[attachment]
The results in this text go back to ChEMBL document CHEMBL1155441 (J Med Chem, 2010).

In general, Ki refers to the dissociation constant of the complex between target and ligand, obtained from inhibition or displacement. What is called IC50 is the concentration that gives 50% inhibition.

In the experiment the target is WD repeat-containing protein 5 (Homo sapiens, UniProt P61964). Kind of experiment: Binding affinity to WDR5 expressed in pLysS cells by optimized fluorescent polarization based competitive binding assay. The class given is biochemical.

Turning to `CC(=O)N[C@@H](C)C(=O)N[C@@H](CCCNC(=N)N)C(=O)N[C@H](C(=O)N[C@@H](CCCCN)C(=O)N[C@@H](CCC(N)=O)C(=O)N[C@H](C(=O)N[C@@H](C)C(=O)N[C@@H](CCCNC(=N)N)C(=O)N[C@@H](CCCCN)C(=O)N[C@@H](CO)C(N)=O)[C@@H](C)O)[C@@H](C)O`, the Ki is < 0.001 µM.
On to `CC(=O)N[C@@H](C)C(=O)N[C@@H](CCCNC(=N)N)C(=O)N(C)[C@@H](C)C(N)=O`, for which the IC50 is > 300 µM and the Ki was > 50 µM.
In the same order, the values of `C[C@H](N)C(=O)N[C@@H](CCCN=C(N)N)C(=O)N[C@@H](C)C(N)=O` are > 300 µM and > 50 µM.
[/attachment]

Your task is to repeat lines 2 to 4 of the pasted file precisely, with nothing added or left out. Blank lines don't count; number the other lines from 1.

In general, Ki refers to the dissociation constant of the complex between target and ligand, obtained from inhibition or displacement. What is called IC50 is the concentration that gives 50% inhibition.

In the experiment the target is WD repeat-containing protein 5 (Homo sapiens, UniProt P61964). Kind of experiment: Binding affinity to WDR5 expressed in pLysS cells by optimized fluorescent polarization based competitive binding assay. The class given is biochemical.

Turning to `CC(=O)N[C@@H](C)C(=O)N[C@@H](CCCNC(=N)N)C(=O)N[C@H](C(=O)N[C@@H](CCCCN)C(=O)N[C@@H](CCC(N)=O)C(=O)N[C@H](C(=O)N[C@@H](C)C(=O)N[C@@H](CCCNC(=N)N)C(=O)N[C@@H](CCCCN)C(=O)N[C@@H](CO)C(N)=O)[C@@H](C)O)[C@@H](C)O`, the Ki is < 0.001 µM.